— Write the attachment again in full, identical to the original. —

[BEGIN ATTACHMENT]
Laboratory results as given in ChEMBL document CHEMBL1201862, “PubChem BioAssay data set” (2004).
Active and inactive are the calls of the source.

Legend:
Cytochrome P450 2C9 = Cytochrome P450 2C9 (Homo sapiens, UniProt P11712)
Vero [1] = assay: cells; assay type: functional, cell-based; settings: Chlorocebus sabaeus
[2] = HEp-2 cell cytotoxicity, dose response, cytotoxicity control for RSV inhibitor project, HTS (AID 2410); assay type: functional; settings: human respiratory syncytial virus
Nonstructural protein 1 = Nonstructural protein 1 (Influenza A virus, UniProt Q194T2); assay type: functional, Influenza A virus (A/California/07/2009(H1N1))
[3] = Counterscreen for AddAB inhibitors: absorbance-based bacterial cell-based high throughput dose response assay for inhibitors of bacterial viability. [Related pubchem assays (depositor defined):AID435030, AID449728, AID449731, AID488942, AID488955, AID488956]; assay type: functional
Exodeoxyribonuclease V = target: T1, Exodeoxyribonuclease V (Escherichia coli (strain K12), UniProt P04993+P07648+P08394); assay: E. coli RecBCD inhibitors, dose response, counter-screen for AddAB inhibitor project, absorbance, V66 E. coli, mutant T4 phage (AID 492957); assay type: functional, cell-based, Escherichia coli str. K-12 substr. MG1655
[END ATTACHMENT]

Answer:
Laboratory results as given in ChEMBL document CHEMBL1201862, “PubChem BioAssay data set” (2004).
Active and inactive are the calls of the source.

Legend:
Cytochrome P450 2C9 = Cytochrome P450 2C9 (Homo sapiens, UniProt P11712)
Vero [1] = assay: cells; assay type: functional, cell-based; settings: Chlorocebus sabaeus
[2] = HEp-2 cell cytotoxicity, dose response, cytotoxicity control for RSV inhibitor project, HTS (AID 2410); assay type: functional; settings: human respiratory syncytial virus
Nonstructural protein 1 = Nonstructural protein 1 (Influenza A virus, UniProt Q194T2); assay type: functional, Influenza A virus (A/California/07/2009(H1N1))
[3] = Counterscreen for AddAB inhibitors: absorbance-based bacterial cell-based high throughput dose response assay for inhibitors of bacterial viability. [Related pubchem assays (depositor defined):AID435030, AID449728, AID449731, AID488942, AID488955, AID488956]; assay type: functional
Exodeoxyribonuclease V = target: T1, Exodeoxyribonuclease V (Escherichia coli (strain K12), UniProt P04993+P07648+P08394); assay: E. coli RecBCD inhibitors, dose response, counter-screen for AddAB inhibitor project, absorbance, V66 E. coli, mutant T4 phage (AID 492957); assay type: functional, cell-based, Escherichia coli str. K-12 substr. MG1655